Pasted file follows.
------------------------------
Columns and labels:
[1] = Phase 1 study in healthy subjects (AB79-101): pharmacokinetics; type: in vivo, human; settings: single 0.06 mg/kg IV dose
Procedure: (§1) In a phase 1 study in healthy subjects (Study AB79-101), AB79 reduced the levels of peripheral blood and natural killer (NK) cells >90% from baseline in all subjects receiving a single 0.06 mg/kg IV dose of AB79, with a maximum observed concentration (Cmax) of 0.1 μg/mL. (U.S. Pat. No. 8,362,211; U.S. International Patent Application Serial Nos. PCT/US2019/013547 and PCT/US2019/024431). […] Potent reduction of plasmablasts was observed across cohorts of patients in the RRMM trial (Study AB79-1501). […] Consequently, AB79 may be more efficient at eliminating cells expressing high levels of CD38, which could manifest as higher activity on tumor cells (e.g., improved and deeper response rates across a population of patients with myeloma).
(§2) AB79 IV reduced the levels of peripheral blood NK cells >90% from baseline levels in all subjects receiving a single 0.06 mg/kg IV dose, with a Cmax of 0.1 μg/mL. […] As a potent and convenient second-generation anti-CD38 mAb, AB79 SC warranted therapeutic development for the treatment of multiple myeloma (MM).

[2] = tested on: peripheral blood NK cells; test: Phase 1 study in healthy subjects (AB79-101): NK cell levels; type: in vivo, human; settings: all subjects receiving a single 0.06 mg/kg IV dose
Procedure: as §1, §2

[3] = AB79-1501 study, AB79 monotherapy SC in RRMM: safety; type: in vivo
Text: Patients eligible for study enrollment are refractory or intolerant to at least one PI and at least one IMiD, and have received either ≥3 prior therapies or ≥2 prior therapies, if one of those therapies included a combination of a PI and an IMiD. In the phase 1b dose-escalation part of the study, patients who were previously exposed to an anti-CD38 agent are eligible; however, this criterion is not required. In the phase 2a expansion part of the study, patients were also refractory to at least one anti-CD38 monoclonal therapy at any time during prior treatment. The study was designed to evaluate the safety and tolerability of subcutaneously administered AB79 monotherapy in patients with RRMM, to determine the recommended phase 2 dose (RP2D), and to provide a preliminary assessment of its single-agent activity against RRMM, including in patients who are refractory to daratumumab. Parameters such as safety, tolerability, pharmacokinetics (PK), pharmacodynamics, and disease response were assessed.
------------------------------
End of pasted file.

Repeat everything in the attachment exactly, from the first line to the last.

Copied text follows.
Columns and labels:
[1] = Phase 1 study in healthy subjects (AB79-101): pharmacokinetics; type: in vivo, human; settings: single 0.06 mg/kg IV dose
Procedure: (§1) In a phase 1 study in healthy subjects (Study AB79-101), AB79 reduced the levels of peripheral blood and natural killer (NK) cells >90% from baseline in all subjects receiving a single 0.06 mg/kg IV dose of AB79, with a maximum observed concentration (Cmax) of 0.1 μg/mL. (U.S. Pat. No. 8,362,211; U.S. International Patent Application Serial Nos. PCT/US2019/013547 and PCT/US2019/024431). […] Potent reduction of plasmablasts was observed across cohorts of patients in the RRMM trial (Study AB79-1501). […] Consequently, AB79 may be more efficient at eliminating cells expressing high levels of CD38, which could manifest as higher activity on tumor cells (e.g., improved and deeper response rates across a population of patients with myeloma).
(§2) AB79 IV reduced the levels of peripheral blood NK cells >90% from baseline levels in all subjects receiving a single 0.06 mg/kg IV dose, with a Cmax of 0.1 μg/mL. […] As a potent and convenient second-generation anti-CD38 mAb, AB79 SC warranted therapeutic development for the treatment of multiple myeloma (MM).

[2] = tested on: peripheral blood NK cells; test: Phase 1 study in healthy subjects (AB79-101): NK cell levels; type: in vivo, human; settings: all subjects receiving a single 0.06 mg/kg IV dose
Procedure: as §1, §2

[3] = AB79-1501 study, AB79 monotherapy SC in RRMM: safety; type: in vivo
Text: Patients eligible for study enrollment are refractory or intolerant to at least one PI and at least one IMiD, and have received either ≥3 prior therapies or ≥2 prior therapies, if one of those therapies included a combination of a PI and an IMiD. In the phase 1b dose-escalation part of the study, patients who were previously exposed to an anti-CD38 agent are eligible; however, this criterion is not required. In the phase 2a expansion part of the study, patients were also refractory to at least one anti-CD38 monoclonal therapy at any time during prior treatment. The study was designed to evaluate the safety and tolerability of subcutaneously administered AB79 monotherapy in patients with RRMM, to determine the recommended phase 2 dose (RP2D), and to provide a preliminary assessment of its single-agent activity against RRMM, including in patients who are refractory to daratumumab. Parameters such as safety, tolerability, pharmacokinetics (PK), pharmacodynamics, and disease response were assessed.